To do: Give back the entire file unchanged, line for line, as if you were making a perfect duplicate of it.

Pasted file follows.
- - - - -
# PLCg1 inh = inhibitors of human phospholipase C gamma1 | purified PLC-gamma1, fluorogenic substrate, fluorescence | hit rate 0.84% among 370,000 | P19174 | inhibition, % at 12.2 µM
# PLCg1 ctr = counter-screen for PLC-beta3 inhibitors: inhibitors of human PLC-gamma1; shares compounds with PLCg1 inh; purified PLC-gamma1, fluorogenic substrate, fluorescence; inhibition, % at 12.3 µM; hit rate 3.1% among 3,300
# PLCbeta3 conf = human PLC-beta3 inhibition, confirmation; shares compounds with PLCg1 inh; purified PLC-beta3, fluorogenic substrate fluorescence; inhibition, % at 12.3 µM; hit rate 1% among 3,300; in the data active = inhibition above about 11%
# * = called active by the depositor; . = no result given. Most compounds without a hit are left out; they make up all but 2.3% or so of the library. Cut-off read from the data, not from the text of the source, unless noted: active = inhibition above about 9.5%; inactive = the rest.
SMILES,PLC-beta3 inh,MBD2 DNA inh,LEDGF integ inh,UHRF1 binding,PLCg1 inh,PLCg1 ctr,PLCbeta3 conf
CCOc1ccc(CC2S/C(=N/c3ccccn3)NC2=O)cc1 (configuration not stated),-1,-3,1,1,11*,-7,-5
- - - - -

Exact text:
# PLCg1 inh = inhibitors of human phospholipase C gamma1 | purified PLC-gamma1, fluorogenic substrate, fluorescence | hit rate 0.84% among 370,000 | P19174 | inhibition, % at 12.2 µM
# PLCg1 ctr = counter-screen for PLC-beta3 inhibitors: inhibitors of human PLC-gamma1; shares compounds with PLCg1 inh; purified PLC-gamma1, fluorogenic substrate, fluorescence; inhibition, % at 12.3 µM; hit rate 3.1% among 3,300
# PLCbeta3 conf = human PLC-beta3 inhibition, confirmation; shares compounds with PLCg1 inh; purified PLC-beta3, fluorogenic substrate fluorescence; inhibition, % at 12.3 µM; hit rate 1% among 3,300; in the data active = inhibition above about 11%
# * = called active by the depositor; . = no result given. Most compounds without a hit are left out; they make up all but 2.3% or so of the library. Cut-off read from the data, not from the text of the source, unless noted: active = inhibition above about 9.5%; inactive = the rest.
SMILES,PLC-beta3 inh,MBD2 DNA inh,LEDGF integ inh,UHRF1 binding,PLCg1 inh,PLCg1 ctr,PLCbeta3 conf
CCOc1ccc(CC2S/C(=N/c3ccccn3)NC2=O)cc1 (configuration not stated),-1,-3,1,1,11*,-7,-5